Scientists have discovered that drinking a cup of coffee can stimulate "brown fat" (brown adipose tissue), which means that the most popular drink in the morning could be a weapon against obesity and diabetes. Let’s see together how scientists have come to this discovery, how coffee can burn fat and why it could be useful against obesity and diabetes.

The study

To find out the effects of coffee on our fat, the experts initially studied stem cells to understand if this drink was able to stimulate brown fat. Once the right dose was found, they switched to testing on humans and, using the thermal imaging technique, traced the ‘brown fat' reserve in the body of the participants. In doing so they could see that coffee actually stimulates the "brown fat".

But why brown fat?

Brown adipose tissue (called "brown fat") is one of the two types of fat found in humans and other mammals. Initially attributed only to children and hibernating mammals, in recent years it has been discovered that it is present also in adults. Its main function is to generate body heat by burning calories, as opposed to ‘white fat', which is instead the result of the storage of excess calories. Scientific studies have shown that people with a lower body mass index have a greater amount of "brown fat". "Brown fat" acts differently from other body fats and produces heat by burning sugar and fat, often in response to cold. Increasing its activity improves blood sugar control and improves blood lipid levels and excess calories burned help you lose weight. However, until now, no one had found an acceptable way to stimulate his activity in humans: now we know that a cup of coffee is a great help.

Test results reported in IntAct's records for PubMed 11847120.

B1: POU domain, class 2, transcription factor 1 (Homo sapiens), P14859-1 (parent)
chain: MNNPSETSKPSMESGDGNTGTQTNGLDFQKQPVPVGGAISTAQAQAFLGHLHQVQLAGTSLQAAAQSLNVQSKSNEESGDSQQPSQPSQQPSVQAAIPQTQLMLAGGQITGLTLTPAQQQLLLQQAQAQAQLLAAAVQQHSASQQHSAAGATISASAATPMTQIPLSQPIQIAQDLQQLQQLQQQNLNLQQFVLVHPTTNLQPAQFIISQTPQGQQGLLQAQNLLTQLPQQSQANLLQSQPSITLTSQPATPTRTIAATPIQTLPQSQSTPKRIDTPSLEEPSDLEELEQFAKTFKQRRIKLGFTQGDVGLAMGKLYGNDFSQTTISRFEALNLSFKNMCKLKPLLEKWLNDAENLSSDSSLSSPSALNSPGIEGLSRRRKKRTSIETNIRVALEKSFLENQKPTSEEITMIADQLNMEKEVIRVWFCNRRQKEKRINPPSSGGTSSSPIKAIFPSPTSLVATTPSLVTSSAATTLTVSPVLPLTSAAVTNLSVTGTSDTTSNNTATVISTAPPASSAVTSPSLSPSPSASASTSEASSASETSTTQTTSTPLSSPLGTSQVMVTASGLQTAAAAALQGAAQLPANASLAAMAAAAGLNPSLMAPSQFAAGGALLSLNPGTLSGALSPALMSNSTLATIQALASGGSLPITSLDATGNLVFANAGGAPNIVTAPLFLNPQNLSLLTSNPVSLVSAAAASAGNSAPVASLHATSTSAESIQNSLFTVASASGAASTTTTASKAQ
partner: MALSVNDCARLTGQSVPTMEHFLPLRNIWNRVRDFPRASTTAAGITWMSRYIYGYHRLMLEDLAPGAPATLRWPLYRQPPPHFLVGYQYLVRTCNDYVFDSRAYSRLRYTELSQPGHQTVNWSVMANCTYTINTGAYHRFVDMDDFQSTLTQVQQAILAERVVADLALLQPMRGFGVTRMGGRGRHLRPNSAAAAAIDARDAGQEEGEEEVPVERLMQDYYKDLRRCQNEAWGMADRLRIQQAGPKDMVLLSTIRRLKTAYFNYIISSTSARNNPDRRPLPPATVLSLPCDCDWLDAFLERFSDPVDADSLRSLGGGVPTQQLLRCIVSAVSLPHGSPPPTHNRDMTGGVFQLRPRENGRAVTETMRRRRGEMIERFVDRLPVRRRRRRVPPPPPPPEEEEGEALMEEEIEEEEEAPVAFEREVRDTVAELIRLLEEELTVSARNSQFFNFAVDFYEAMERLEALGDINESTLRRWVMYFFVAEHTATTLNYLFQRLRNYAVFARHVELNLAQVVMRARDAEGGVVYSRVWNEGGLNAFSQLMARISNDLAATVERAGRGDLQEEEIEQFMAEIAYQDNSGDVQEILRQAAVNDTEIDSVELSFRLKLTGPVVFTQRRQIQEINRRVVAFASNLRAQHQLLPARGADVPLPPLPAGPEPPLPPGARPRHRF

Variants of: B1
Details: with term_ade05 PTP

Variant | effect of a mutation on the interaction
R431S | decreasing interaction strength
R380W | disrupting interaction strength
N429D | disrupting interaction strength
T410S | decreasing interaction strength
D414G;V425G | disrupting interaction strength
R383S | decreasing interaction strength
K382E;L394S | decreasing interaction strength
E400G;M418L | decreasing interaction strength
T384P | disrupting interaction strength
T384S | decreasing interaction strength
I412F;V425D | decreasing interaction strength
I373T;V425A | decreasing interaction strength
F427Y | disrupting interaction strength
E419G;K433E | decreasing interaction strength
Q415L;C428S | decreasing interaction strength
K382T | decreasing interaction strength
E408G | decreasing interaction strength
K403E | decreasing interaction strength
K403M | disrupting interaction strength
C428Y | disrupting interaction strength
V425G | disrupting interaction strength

Coffee against obesity and diabetes

 This thing is not only useful to keep us fit, but it could be exploited to understand how to tackle the problem of obesity, which is affecting more and more people in the world, and diabetes itself.

The study, titled "Caffeine exposure induces browning features in adipose tissue in vitro and in vivo" was published in Scientific Reports.